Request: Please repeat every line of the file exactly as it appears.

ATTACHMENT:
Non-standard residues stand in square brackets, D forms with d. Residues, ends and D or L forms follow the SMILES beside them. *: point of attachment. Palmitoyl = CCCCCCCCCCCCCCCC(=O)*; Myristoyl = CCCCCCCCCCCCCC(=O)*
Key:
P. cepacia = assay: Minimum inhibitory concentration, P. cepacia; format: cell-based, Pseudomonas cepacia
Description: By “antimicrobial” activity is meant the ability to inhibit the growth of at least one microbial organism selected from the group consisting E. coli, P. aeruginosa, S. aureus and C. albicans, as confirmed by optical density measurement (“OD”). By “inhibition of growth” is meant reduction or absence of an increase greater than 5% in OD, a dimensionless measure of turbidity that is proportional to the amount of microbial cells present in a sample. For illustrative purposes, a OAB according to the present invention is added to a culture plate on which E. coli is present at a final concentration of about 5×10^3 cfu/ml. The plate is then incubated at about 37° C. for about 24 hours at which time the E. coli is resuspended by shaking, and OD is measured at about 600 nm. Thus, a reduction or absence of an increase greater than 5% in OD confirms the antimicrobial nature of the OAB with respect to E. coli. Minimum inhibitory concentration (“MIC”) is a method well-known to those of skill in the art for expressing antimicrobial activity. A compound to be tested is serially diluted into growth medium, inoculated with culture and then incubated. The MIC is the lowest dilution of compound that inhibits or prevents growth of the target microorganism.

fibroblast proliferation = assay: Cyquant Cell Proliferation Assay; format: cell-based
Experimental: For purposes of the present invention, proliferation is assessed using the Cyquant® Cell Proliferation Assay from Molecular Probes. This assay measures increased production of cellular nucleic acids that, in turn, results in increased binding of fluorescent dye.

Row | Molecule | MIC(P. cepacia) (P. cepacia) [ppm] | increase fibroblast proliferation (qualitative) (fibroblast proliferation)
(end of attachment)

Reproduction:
Non-standard residues stand in square brackets, D forms with d. Residues, ends and D or L forms follow the SMILES beside them. *: point of attachment. Palmitoyl = CCCCCCCCCCCCCCCC(=O)*; Myristoyl = CCCCCCCCCCCCCC(=O)*
Key:
P. cepacia = assay: Minimum inhibitory concentration, P. cepacia; format: cell-based, Pseudomonas cepacia
Description: By “antimicrobial” activity is meant the ability to inhibit the growth of at least one microbial organism selected from the group consisting E. coli, P. aeruginosa, S. aureus and C. albicans, as confirmed by optical density measurement (“OD”). By “inhibition of growth” is meant reduction or absence of an increase greater than 5% in OD, a dimensionless measure of turbidity that is proportional to the amount of microbial cells present in a sample. For illustrative purposes, a OAB according to the present invention is added to a culture plate on which E. coli is present at a final concentration of about 5×10^3 cfu/ml. The plate is then incubated at about 37° C. for about 24 hours at which time the E. coli is resuspended by shaking, and OD is measured at about 600 nm. Thus, a reduction or absence of an increase greater than 5% in OD confirms the antimicrobial nature of the OAB with respect to E. coli. Minimum inhibitory concentration (“MIC”) is a method well-known to those of skill in the art for expressing antimicrobial activity. A compound to be tested is serially diluted into growth medium, inoculated with culture and then incubated. The MIC is the lowest dilution of compound that inhibits or prevents growth of the target microorganism.

fibroblast proliferation = assay: Cyquant Cell Proliferation Assay; format: cell-based
Experimental: For purposes of the present invention, proliferation is assessed using the Cyquant® Cell Proliferation Assay from Molecular Probes. This assay measures increased production of cellular nucleic acids that, in turn, results in increased binding of fluorescent dye.

Row | Molecule | MIC(P. cepacia) (P. cepacia) [ppm] | increase fibroblast proliferation (qualitative) (fibroblast proliferation)